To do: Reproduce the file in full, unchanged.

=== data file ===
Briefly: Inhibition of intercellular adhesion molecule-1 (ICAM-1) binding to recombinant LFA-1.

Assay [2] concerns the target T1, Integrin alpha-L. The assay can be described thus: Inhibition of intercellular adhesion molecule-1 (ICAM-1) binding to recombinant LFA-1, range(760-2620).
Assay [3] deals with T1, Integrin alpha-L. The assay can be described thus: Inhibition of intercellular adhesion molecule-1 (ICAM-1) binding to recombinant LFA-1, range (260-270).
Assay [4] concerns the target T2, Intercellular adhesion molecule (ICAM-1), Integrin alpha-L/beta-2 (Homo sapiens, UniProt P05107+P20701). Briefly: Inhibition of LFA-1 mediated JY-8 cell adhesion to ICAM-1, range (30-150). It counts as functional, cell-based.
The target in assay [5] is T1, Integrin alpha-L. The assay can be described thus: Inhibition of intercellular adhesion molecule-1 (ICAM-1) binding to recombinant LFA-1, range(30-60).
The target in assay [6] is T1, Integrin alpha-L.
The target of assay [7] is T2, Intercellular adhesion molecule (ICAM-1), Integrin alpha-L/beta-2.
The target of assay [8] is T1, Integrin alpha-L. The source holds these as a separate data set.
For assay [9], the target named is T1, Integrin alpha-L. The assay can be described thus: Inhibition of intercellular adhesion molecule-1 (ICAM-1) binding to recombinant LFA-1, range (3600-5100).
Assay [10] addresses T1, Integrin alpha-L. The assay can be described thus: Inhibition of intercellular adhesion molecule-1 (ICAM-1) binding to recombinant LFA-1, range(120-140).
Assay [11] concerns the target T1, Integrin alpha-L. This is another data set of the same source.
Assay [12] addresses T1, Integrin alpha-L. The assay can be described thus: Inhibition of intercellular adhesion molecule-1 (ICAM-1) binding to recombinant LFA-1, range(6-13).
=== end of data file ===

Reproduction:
Briefly: Inhibition of intercellular adhesion molecule-1 (ICAM-1) binding to recombinant LFA-1.

Assay [2] concerns the target T1, Integrin alpha-L. The assay can be described thus: Inhibition of intercellular adhesion molecule-1 (ICAM-1) binding to recombinant LFA-1, range(760-2620).
Assay [3] deals with T1, Integrin alpha-L. The assay can be described thus: Inhibition of intercellular adhesion molecule-1 (ICAM-1) binding to recombinant LFA-1, range (260-270).
Assay [4] concerns the target T2, Intercellular adhesion molecule (ICAM-1), Integrin alpha-L/beta-2 (Homo sapiens, UniProt P05107+P20701). Briefly: Inhibition of LFA-1 mediated JY-8 cell adhesion to ICAM-1, range (30-150). It counts as functional, cell-based.
The target in assay [5] is T1, Integrin alpha-L. The assay can be described thus: Inhibition of intercellular adhesion molecule-1 (ICAM-1) binding to recombinant LFA-1, range(30-60).
The target in assay [6] is T1, Integrin alpha-L.
The target of assay [7] is T2, Intercellular adhesion molecule (ICAM-1), Integrin alpha-L/beta-2.
The target of assay [8] is T1, Integrin alpha-L. The source holds these as a separate data set.
For assay [9], the target named is T1, Integrin alpha-L. The assay can be described thus: Inhibition of intercellular adhesion molecule-1 (ICAM-1) binding to recombinant LFA-1, range (3600-5100).
Assay [10] addresses T1, Integrin alpha-L. The assay can be described thus: Inhibition of intercellular adhesion molecule-1 (ICAM-1) binding to recombinant LFA-1, range(120-140).
Assay [11] concerns the target T1, Integrin alpha-L. This is another data set of the same source.
Assay [12] addresses T1, Integrin alpha-L. The assay can be described thus: Inhibition of intercellular adhesion molecule-1 (ICAM-1) binding to recombinant LFA-1, range(6-13).